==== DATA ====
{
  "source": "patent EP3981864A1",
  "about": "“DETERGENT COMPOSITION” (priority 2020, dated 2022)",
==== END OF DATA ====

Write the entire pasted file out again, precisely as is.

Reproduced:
{
  "source": "patent EP3981864A1",
  "about": "“DETERGENT COMPOSITION” (priority 2020, dated 2022)",